What’s it like to work in arts marketing? And how do you get started? Sara Lock shares her journey and advice for those considering a career in the sector.
Laura Suarez (CC BY-SA 2.0)
I started dancing and playing the piano at the age of eight. By 14 I was too self-conscious to don a leotard in public. At 18, in a bid to avoid stage fright, I set off to Cardiff to study English Literature.
That turned into English Literature and Cultural Criticism, followed by a Postgraduate Diploma in Arts Management at the Royal Welsh College of Music and Drama.
I originally thought I’d go into education and community arts. As the course went on, I discovered that marketing involved many of the things I enjoy doing: writing, enthusing people about the arts, exploring human behaviour and analysing everything.
The course included a five-week placement at Lighthouse, Poole’s Centre for the Arts. I spent three weeks in programming and two weeks in marketing. Programming wasn’t for me but I thoroughly enjoyed my two weeks with the marketing team. I discovered a slightly geeky love of data, I wrote letters to audiences about exciting shows and researched organisations and individuals who might enjoy the work we were doing. It was busy and scary at times, calling people I’d never met, but I loved it.
Is marketing for you?
That’s just my story. Everyone I’ve met working in marketing over the past ten years has their own story. We’re all very different people. I’ve worked with introverts and extroverts. In the early days I worried that I was too much of an introvert to be good at marketing but that has never held me back.
I think the question you really need to ask is ‘Do I like to be busy?’
That’s the big thing for me. I love writing and chatting to people about the arts, I enjoy nosing through data, researching and dreaming up ideas, but if I didn’t like being busy I would hate arts marketing. You have press deadlines, you have advertising deadlines, you have show deadlines and you have big ambitions to develop new audiences while caring for existing ones. Working in arts marketing is busy!
Why work in arts marketing?
It gives you the opportunity to meet so many fantastic people: colleagues, artists, touring companies, audiences. Meeting Colin Dexter, author of Inspector Morse, was a highlight for me!
No two days are the same, so if you’re naturally curious and love learning new things it can be really rewarding.
It enables you to make a real contribution to the arts and cultural sector – the show can’t go on without an audience.
It allows you to make a difference to people by inviting those who may never have experienced the arts to join in.
It forces you to develop solid time management, communication and project management skills that will be invaluable throughout your life and career.
How do I get started?
There’s no hard and fast rule of how to get started. I took an academic path from arts A-levels and BA degree to postgraduate arts management studies. The practical placement within that course meant that I graduated with both academic knowledge and hands on experience. It even resulted in a job.
Many arts marketers start out working in a box office, often helping out marketing teams as part of their role. It’s a great way to understand audience behaviour and what it’s like to work in an arts organisation, while earning money at the same time.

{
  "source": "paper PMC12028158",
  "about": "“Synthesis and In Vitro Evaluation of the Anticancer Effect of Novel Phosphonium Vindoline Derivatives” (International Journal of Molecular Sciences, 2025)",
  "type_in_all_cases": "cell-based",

It sounds obvious, but spend time looking at marketing job descriptions. It gives you an idea of what organisations are looking for and where you may need extra training or experience.
What are my career prospects?
There are all sorts of marketing roles within the arts and cultural sector. You might work in a venue, gallery or museum with a firm geographical base or market a touring company that performs nationally or internationally. You could concentrate on a specific artform or, like me, choose an arts centre that presents everything from visual arts to music, theatre, comedy and film. In larger organisations you may also have the chance to specialise in digital, PR or a specific area of marketing.
In terms of progression, there are many different levels from assistant or co-ordinator, to officer, manager and director.
Salaries vary significantly depending on experience level, location and the scale of organisation you are working in. As a guide, entry level assistant or coordinator level roles tend to range from £15,000 - £19,000 (£20,000+ with London weighting) while senior managers might earn anything from £25,000 to £50,000.
I started out as a marketing officer and then moved to a smaller organisation to take up my first senior management role. I was promoted to deputy director after a couple of years, giving me more strategic responsibility across the organisation as a whole.
Many marketing managers do go on to become directors or chief executives but that wasn’t for me. I was too passionate about marketing to leave that to someone else, so for my next challenge I have joined the Arts Marketing Association team as Associate Editor.
I’m now creating case studies and guides to celebrate best practice in arts marketing and fundraising for www.culturehive.co.uk. It’s a big change but I’m thoroughly enjoying sharing the work arts marketers are doing to develop new audiences.
The skills you develop in arts marketing are eminently transferable. Past colleagues have gone on to work for major national charities or chosen to set up their own consultancy or graphic design companies.
I hope once you get started in arts marketing you’ll never want to stop but, even if you do, the opportunities are endless.